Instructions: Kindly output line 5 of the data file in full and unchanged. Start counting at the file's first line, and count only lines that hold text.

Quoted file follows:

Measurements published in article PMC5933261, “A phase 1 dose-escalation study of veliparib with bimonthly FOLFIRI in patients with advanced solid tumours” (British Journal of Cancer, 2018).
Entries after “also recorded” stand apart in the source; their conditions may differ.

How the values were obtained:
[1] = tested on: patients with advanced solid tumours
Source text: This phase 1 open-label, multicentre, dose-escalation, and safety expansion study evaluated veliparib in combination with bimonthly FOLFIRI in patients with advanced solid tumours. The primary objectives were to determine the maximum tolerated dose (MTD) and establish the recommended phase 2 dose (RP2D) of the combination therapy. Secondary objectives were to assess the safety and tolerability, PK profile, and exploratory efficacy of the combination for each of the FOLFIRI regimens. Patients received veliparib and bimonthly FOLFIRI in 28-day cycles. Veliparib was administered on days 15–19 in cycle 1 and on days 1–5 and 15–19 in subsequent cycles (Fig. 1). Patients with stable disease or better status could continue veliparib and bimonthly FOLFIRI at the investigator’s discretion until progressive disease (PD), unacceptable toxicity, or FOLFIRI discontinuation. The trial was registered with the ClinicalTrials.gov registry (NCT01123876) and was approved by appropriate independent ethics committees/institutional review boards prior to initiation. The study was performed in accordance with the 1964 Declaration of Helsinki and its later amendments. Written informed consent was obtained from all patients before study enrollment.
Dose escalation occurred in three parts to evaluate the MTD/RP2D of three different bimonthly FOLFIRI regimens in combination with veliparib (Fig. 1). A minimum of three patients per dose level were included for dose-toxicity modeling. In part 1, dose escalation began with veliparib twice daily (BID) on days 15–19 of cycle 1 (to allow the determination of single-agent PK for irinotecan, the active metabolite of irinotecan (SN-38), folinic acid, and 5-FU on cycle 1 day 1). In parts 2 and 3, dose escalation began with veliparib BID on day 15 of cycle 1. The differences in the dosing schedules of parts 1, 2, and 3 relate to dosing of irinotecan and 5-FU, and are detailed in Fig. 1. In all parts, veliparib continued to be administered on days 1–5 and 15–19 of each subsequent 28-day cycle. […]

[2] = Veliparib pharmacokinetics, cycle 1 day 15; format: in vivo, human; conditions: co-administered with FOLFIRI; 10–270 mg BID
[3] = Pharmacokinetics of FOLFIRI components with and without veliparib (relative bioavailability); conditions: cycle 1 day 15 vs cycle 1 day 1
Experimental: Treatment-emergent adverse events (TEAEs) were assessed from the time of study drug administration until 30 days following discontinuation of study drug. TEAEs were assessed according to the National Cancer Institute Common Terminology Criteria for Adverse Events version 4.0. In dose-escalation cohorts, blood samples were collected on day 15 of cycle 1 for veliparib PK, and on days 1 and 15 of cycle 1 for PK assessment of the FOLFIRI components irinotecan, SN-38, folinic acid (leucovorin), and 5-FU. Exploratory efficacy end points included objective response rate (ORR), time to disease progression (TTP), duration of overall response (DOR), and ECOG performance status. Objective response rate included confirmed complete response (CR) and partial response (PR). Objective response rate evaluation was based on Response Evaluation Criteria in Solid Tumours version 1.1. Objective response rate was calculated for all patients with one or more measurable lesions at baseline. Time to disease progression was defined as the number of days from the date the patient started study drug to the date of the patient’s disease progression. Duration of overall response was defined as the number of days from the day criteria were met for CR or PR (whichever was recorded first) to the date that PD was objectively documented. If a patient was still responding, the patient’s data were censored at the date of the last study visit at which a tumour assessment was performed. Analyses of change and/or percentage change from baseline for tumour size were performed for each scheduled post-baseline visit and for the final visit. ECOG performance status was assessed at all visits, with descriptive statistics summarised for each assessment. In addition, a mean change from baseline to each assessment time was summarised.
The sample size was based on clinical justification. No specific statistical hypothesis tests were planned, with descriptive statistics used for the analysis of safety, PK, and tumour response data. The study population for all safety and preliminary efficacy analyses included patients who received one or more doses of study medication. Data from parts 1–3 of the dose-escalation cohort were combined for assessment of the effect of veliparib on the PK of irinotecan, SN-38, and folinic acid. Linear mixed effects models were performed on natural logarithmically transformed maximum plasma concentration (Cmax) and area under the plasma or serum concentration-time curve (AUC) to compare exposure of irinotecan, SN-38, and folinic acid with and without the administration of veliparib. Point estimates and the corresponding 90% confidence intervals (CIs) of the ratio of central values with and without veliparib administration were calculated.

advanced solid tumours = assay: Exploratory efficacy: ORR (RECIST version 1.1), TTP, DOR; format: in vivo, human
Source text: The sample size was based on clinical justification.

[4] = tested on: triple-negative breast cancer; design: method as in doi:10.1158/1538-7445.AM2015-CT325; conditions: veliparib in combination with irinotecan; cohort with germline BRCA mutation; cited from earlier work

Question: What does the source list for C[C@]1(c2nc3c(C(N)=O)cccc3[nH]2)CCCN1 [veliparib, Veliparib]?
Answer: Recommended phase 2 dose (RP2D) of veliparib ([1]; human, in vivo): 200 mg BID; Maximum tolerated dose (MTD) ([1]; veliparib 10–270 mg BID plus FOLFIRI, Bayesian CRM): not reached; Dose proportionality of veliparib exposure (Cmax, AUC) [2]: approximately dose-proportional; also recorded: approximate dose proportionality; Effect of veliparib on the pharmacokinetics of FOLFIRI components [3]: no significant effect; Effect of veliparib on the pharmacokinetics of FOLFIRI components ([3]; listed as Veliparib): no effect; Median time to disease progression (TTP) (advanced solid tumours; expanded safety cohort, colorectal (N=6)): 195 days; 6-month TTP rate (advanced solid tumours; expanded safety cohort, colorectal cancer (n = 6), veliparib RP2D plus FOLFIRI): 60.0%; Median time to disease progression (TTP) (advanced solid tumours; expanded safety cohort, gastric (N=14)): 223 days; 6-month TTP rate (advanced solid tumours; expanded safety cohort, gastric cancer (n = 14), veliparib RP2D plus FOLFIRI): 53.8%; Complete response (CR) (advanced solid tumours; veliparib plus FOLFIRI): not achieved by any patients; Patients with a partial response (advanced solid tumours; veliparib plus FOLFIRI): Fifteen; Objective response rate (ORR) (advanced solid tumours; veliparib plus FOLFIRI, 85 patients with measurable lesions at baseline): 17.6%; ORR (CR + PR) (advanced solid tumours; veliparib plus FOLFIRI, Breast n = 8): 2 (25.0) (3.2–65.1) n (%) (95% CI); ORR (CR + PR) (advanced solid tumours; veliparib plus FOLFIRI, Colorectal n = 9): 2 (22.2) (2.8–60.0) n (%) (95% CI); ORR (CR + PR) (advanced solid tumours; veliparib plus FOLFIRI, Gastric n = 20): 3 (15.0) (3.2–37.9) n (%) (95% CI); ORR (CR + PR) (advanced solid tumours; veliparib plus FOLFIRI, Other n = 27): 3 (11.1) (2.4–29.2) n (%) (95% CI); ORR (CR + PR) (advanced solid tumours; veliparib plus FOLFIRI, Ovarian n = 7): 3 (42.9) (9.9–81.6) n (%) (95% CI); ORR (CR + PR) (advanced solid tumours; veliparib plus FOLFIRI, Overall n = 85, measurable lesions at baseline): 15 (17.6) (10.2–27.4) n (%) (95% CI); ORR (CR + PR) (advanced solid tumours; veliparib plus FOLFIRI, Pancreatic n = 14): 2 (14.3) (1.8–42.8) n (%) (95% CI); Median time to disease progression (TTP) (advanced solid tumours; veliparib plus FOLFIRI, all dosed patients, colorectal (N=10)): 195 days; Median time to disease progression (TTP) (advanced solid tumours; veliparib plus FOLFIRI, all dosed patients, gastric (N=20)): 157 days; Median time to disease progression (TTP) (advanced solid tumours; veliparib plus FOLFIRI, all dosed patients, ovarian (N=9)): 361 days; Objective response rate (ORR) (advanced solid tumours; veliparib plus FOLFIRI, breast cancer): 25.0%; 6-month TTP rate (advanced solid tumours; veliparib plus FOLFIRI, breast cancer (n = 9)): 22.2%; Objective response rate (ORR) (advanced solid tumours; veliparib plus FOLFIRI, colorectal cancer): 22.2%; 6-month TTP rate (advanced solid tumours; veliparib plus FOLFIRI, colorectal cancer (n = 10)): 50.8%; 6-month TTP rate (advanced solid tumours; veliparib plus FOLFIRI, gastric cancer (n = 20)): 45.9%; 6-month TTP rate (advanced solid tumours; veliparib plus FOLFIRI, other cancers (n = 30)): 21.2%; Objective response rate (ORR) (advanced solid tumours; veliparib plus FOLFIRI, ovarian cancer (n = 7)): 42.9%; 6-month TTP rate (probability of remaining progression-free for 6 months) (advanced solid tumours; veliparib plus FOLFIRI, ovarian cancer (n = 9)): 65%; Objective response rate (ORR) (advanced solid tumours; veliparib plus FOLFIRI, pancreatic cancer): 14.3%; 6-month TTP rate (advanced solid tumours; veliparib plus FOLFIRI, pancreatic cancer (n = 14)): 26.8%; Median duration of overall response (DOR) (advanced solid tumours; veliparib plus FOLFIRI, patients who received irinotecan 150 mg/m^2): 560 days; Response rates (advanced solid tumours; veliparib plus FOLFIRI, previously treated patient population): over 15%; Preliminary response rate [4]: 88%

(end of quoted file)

Source text: This phase 1 open-label, multicentre, dose-escalation, and safety expansion study evaluated veliparib in combination with bimonthly FOLFIRI in patients with advanced solid tumours. The primary objectives were to determine the maximum tolerated dose (MTD) and establish the recommended phase 2 dose (RP2D) of the combination therapy. Secondary objectives were to assess the safety and tolerability, PK profile, and exploratory efficacy of the combination for each of the FOLFIRI regimens. Patients received veliparib and bimonthly FOLFIRI in 28-day cycles. Veliparib was administered on days 15–19 in cycle 1 and on days 1–5 and 15–19 in subsequent cycles (Fig. 1). Patients with stable disease or better status could continue veliparib and bimonthly FOLFIRI at the investigator’s discretion until progressive disease (PD), unacceptable toxicity, or FOLFIRI discontinuation. The trial was registered with the ClinicalTrials.gov registry (NCT01123876) and was approved by appropriate independent ethics committees/institutional review boards prior to initiation. The study was performed in accordance with the 1964 Declaration of Helsinki and its later amendments. Written informed consent was obtained from all patients before study enrollment.